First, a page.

I was fortunate enough to get to play the preview for Yesterday and in a very short section of the game I learned it was one of the most twisted point and click games I have ever seen.  The characters were disturbed at best, the items you point and clicked together were unusual and it didn’t take long to realize that the subject of who was the “good guys” was blurry at best.  And the preview left off at a total “wtf?” moment that had me playing through a few more times to make sure I saw what I thought I saw.  So when my esteemed Editor In Chief asked if I might want to play the game itself I jumped at it and had it downloading before the email could go through.

The game is a point and click, picking up items from your environment, combining them or using them on each other, then trying to figure out what to do with them next.  There are also dialogue choices for the storyline to click on with different responses for each.  Figuring out what to click on can sometimes be the hardest part because some objects you click on multiple times to interact with them in different ways.  And sometimes items are just red herrings, you can pick them up but they wind up serving no purpose other than to fill your inventory.  Point and click games can vary from obvious choices aimed at a younger audience to real puzzlers that have you scratching your head for quite a while before the cartoon light bulb appears over your head.  This one is harder and for good reason, this games puzzles and most definitely it’s themes are aimed at an older audience and your actions as well as the storyline can be downright disturbing.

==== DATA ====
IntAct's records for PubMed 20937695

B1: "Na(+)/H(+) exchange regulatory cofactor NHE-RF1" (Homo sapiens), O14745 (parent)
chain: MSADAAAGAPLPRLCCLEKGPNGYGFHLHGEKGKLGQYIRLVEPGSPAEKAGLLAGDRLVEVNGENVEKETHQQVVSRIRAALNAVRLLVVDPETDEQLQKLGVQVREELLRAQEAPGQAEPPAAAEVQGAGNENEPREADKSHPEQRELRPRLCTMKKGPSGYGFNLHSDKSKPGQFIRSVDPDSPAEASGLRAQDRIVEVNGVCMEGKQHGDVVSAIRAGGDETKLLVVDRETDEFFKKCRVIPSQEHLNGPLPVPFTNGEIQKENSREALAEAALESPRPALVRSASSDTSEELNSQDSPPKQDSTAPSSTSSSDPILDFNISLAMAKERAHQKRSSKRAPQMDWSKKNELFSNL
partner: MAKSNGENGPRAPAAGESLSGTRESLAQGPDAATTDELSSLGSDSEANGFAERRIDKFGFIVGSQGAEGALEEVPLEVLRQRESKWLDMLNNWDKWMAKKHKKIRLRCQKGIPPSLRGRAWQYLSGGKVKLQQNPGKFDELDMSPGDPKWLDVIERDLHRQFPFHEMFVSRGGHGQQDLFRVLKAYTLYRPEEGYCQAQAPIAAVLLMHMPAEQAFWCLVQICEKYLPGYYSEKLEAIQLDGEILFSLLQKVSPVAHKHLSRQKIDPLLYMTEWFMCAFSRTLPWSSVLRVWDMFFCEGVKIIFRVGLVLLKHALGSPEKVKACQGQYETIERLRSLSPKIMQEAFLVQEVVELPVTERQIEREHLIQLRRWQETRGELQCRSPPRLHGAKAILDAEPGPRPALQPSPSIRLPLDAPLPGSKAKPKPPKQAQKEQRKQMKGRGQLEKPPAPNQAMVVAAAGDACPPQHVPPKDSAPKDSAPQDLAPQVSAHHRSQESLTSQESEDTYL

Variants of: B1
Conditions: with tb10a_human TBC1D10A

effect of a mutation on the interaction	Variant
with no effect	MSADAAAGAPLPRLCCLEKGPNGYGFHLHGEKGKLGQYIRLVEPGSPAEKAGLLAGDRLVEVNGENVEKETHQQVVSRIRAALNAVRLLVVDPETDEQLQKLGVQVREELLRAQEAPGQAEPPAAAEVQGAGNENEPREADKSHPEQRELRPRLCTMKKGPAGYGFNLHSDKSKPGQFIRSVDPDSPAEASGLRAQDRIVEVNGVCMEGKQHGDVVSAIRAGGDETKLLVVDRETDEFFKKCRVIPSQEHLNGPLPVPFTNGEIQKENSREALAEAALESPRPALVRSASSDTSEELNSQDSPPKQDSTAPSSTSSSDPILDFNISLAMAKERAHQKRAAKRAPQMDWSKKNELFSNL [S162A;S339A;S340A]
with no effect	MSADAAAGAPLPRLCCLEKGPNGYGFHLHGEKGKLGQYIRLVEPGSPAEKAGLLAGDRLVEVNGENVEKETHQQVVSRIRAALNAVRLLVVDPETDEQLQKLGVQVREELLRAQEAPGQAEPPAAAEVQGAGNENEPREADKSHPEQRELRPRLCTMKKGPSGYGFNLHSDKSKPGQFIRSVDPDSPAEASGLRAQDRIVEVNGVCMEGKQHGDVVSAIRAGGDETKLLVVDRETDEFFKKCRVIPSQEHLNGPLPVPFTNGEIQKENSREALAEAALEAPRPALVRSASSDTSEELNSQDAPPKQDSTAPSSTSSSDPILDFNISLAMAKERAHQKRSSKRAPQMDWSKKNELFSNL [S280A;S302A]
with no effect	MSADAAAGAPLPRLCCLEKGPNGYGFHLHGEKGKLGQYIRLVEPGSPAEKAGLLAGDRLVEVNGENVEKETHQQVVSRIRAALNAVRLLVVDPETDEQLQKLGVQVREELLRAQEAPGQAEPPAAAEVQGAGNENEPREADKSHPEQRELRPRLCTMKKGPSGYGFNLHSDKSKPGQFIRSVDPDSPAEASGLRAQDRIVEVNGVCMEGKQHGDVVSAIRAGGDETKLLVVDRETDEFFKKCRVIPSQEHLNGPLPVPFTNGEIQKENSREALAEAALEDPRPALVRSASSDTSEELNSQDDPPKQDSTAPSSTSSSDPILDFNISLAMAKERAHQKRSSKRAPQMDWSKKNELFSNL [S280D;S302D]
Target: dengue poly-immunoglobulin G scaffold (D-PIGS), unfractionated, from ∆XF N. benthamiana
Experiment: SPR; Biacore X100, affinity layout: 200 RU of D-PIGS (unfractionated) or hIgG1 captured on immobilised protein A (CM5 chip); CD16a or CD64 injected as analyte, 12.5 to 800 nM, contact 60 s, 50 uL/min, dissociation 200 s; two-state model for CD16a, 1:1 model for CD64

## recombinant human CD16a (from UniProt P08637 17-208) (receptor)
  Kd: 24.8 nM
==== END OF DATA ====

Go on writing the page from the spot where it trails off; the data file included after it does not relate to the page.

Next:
The story revolves around a few main characters and even divulging who they are would give too much of it away.  But you find out in the beginning 30 seconds of the game that homeless people are being burned alive and the first character you are going to play is a volunteer for a reach out program trying to get the homeless off the streets so they aren’t murdered.  All normalcy is lost around this point as a story of lunacy, Satan worship and post traumatic stress disorder all work together to create a very messed up story.  Though certain elements can be said to have been seen in this movie or this other game there is some very original story telling going on with excellent twists.  For every plot development you guess another will hit you out of the blue and some are sheer stunners.  I locked myself in a room with no interruptions and played the game on a marathon run in the same night, not because of deadlines or distractions but because I wanted to make sure I was getting the full experience because it became obvious early on that things weren’t as they seemed and plot twists might hang on the simplest of statements.  I think I could have enjoyed this as well if I had watched somebody else play it or even if it had been turned into a movie or a mini series because the story is just that strong.

One last thing that needs to be noted and might slip past the casual observer is the very nicely stylistic artwork used in the graphics.  The game seems to purposely stay away from straight lines, even in the sides of buildings or door jams as if not only are all the characters in the game slightly off or plain twisted so is everything in the very world they inhabit.  The voice acting is great, music is good but next to the storyline it is the twists in graphic style that I think is most notable.

Last Call:

It is hard to write a review about a mystery game where the twists start right at the beginning and keep up until the end leaving very little to talk about that isn’t a spoiler.  This is a great story, an excellent game and a challenging point and click puzzler where you really need to pay attention if you want to get through the game without using the hints.  The answers are there but you have to be to to get them.  When it came to Yesterday I started for the game but marathon played for the storyline.